Unsurprisingly, the funniest lines of the evening are all ad-libbed by Hoffman. "When are they going to invent Ambien?" she groans, about to spend a sleepless night on a stack of 20 mattresses. (The answer is 1992, a full 32 years after the original Broadway production closed.) The audience howls. Hoffman keeps us in stitches throughout with her dry line readings and idiosyncratic physicality. She embraces the swinging eccentricity of the score while also poking gentle fun at it, modulating her voice to sound, variously, like a church lady soprano or Billie Holiday. She's a natural fit for the role, much better than the actress who played Winnifred in the last Broadway revival (Sarah Jessica Parker).

Epperson (better known by his drag persona, the famously silent Lypsinka) gives an uncommonly vocal performance as the Queen. Lypsinka's cinematic death stares make a cameo, but Epperson proves to be an equally talented manipulator of voice and speech, pushing his dark vowels ("dahnce" instead of "dance") to the point of lunacy. Taller than everyone onstage (not including hair), this queen definitely cuts an imposing figure.

Drag aside, director Jack Cummings III conjures a fairly conventional (if somewhat budget) staging: Scott Rink's choreography is energetic, but a bit crowded on the Abrons mainstage. Kathryn Rohe presents an array of jewel tone doublets and dresses for her modest medieval costume plot. The one place she has allowed herself to splurge is on the Queen's dresses, which soar into the strata of high fashion: At one point, the Queen's head appears surrounded by what can only be described as a polyester loofah. She's wearing Evil Queen™ by Balenciaga.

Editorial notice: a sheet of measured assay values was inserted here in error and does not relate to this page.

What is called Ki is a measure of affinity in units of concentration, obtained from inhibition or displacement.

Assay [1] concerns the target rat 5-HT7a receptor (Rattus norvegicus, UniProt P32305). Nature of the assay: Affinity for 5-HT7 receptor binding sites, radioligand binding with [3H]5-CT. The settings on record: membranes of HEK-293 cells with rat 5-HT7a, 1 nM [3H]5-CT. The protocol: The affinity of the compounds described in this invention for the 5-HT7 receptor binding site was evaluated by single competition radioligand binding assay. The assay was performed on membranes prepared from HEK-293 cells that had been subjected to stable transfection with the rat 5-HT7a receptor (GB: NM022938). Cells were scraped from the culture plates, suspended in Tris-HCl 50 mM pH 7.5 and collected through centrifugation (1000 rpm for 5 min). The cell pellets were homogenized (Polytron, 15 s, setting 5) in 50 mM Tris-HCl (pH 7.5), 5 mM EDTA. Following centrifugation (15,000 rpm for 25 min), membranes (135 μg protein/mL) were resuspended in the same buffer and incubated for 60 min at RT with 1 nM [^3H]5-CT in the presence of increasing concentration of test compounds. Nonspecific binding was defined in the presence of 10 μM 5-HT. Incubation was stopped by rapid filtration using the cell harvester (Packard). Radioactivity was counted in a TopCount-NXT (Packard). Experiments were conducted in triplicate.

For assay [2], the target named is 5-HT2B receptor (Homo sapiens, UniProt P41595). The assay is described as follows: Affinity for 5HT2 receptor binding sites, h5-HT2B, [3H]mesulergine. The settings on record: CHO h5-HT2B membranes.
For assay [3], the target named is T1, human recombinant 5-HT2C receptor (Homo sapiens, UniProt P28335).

Set designer Sandra Goldmark and properties designer Christopher Kavanah focus on the bare essentials, allowing projection designer Andrew Lazarow to engineer the one truly innovative element of this mostly by-the-book production: Cartoonish backdrops project onto the upstage wall for each new setting, with the live hand of Forbidden Broadway illustrator Ken Fallin adding details to the picture, like a theatrical Bob Ross. It looks like a storybook come to life. Future intrepid young Mattress directors take note: This is a wonderfully DIY way to do this show.

One suspects there will be ample opportunity for that, since Once Upon a Mattress is a favorite for stock and amateur theater. And it's easy to see why: Its multiple solo numbers and name characters give everyone a time to shine, even if those moments don't always meaningfully contribute to the story. For that reason, it's likely to remain beloved among theater folk for a long time. We probably won't get another chance to see Jackie Hoffman play an ingenue, though, which is too bad: She's surprisingly good at it.